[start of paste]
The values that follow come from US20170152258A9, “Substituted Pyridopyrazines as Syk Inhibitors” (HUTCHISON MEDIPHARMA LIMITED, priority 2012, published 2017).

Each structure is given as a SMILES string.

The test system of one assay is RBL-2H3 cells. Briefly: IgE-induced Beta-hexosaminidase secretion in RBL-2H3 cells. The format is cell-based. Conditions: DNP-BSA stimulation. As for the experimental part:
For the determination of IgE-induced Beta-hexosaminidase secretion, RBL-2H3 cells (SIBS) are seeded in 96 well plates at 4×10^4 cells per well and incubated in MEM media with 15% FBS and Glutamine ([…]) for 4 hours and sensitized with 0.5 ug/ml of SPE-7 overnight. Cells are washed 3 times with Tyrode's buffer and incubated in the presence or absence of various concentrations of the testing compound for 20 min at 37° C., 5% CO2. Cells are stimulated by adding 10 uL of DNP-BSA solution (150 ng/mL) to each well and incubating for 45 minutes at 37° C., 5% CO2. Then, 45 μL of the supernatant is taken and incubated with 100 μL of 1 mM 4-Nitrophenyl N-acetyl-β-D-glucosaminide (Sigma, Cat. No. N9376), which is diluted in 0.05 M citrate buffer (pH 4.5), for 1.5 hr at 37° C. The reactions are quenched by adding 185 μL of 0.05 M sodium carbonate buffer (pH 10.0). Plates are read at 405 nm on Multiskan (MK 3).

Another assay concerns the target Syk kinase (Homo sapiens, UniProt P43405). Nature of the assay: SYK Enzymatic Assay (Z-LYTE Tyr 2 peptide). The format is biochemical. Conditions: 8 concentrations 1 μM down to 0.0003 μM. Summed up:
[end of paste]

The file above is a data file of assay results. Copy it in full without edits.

The values that follow come from US20170152258A9, “Substituted Pyridopyrazines as Syk Inhibitors” (HUTCHISON MEDIPHARMA LIMITED, priority 2012, published 2017).

Each structure is given as a SMILES string.

The test system of one assay is RBL-2H3 cells. Briefly: IgE-induced Beta-hexosaminidase secretion in RBL-2H3 cells. The format is cell-based. Conditions: DNP-BSA stimulation. As for the experimental part:
For the determination of IgE-induced Beta-hexosaminidase secretion, RBL-2H3 cells (SIBS) are seeded in 96 well plates at 4×10^4 cells per well and incubated in MEM media with 15% FBS and Glutamine ([…]) for 4 hours and sensitized with 0.5 ug/ml of SPE-7 overnight. Cells are washed 3 times with Tyrode's buffer and incubated in the presence or absence of various concentrations of the testing compound for 20 min at 37° C., 5% CO2. Cells are stimulated by adding 10 uL of DNP-BSA solution (150 ng/mL) to each well and incubating for 45 minutes at 37° C., 5% CO2. Then, 45 μL of the supernatant is taken and incubated with 100 μL of 1 mM 4-Nitrophenyl N-acetyl-β-D-glucosaminide (Sigma, Cat. No. N9376), which is diluted in 0.05 M citrate buffer (pH 4.5), for 1.5 hr at 37° C. The reactions are quenched by adding 185 μL of 0.05 M sodium carbonate buffer (pH 10.0). Plates are read at 405 nm on Multiskan (MK 3).

Another assay concerns the target Syk kinase (Homo sapiens, UniProt P43405). Nature of the assay: SYK Enzymatic Assay (Z-LYTE Tyr 2 peptide). The format is biochemical. Conditions: 8 concentrations 1 μM down to 0.0003 μM. Summed up: